Apart from the microgravity condition, the main difference between actual spaceflight samples and ground controls, are the launch characteristics and cosmic radiation. Programmable centrifuges, like MidiCar, can be used to simulate launch accelerations for ground controls. Better control conditions can thus be obtained for actual spaceflight launches as well as for parabolic flight profiles. One can also consider qualification of hardware, containing biological material, going through launch characteristics of a particular flight in addition to, or in stead of the standard vibration tests.

There are several drawbacks on doing research in a microgravity environment. The most important being the infrequent flight opportunities. Secondly, the restriction of infrastructure available on the different platforms to use more advanced techniques for monitoring the different phenomena. Because microgravity research is a relatively young discipline, most experiments are still in a stage of ‘inventarization’: Are these cells or tissues responsive to microgravity?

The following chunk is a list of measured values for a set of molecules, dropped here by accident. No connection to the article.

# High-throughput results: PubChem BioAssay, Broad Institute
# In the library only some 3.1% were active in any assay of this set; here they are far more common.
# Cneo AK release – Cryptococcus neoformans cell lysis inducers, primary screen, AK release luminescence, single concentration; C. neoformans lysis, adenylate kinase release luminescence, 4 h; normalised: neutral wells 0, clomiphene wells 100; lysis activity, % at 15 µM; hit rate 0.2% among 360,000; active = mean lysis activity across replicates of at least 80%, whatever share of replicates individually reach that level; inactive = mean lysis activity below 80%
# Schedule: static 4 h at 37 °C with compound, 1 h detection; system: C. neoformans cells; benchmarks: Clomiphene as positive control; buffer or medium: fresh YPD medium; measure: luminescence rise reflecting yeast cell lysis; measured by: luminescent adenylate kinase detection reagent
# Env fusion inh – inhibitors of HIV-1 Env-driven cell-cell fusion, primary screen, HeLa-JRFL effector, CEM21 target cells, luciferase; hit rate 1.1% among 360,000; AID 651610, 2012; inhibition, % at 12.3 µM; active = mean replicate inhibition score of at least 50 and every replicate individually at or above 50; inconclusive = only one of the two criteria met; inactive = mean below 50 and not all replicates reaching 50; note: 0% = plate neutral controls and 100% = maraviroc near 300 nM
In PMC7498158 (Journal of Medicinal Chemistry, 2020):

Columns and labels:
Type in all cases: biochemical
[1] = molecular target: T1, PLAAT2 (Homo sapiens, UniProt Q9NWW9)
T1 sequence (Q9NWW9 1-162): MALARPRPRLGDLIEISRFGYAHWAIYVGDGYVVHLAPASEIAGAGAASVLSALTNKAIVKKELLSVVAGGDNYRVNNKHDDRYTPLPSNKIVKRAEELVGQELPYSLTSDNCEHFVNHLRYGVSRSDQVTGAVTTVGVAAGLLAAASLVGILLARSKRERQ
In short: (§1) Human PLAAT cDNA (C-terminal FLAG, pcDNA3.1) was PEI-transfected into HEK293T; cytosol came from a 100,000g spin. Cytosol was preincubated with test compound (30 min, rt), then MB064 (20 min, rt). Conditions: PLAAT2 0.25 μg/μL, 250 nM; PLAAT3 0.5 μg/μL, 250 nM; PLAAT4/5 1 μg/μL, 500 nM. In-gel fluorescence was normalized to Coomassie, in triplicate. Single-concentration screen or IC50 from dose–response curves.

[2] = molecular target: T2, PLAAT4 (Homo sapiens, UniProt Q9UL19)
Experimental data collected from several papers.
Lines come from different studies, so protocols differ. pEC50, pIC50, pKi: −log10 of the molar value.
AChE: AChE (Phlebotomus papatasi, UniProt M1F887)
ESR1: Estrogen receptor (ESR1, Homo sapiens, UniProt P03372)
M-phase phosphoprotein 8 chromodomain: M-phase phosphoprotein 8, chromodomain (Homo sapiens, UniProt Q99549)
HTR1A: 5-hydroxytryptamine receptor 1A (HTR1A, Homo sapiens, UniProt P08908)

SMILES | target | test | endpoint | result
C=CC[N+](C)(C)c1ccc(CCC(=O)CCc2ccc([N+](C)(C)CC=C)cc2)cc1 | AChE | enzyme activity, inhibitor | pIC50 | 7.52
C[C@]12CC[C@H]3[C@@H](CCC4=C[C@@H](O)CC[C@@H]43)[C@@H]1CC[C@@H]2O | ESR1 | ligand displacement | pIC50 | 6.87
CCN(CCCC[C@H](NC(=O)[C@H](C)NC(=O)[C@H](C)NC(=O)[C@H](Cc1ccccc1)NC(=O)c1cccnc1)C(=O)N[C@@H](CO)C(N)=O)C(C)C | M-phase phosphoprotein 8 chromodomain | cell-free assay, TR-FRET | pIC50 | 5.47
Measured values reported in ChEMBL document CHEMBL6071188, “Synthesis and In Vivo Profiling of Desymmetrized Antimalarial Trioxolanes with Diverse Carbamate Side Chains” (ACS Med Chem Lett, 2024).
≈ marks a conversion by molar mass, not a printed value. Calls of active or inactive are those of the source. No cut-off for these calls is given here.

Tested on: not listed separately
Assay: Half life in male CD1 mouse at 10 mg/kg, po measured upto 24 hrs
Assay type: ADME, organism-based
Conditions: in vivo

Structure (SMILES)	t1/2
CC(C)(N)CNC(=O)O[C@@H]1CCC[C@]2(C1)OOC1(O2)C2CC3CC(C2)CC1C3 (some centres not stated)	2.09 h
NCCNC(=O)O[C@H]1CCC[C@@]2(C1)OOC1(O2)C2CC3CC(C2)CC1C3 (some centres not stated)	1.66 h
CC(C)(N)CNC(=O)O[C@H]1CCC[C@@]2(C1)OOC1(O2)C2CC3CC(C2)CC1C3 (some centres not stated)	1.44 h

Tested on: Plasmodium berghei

There are also high costs related to space experiment, because of special, high demanding hardware and launch. With the use of a centrifuge it is possible to reduce most of the disadvantages described of space experiments as mentioned above.

A.4 Conclusion

Hypergravity experiments can reveal the mechanisms involved in whole animals or plants, tissues and cells in response to gravity changes and thus also to microgravity. The presented centrifuge facility developed for this purpose will allow scientists to perform a range of experiments at relatively low cost and facilitates their spaceflight preparations. Hypothesis on mechanisms studied in microgravity experiments can be postulated upon results obtained from hypergravity studies, those hypothesis, however, still have to be tested under weightlessness conditions.

A.5 References

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A.6 Acknowledgments

We like to thank all scientists and engineers involved in defining this facility We also like to thank dr. M. Heppener for his active participation, and the Space Research Organization of the Netherlands (SRON) for financial support.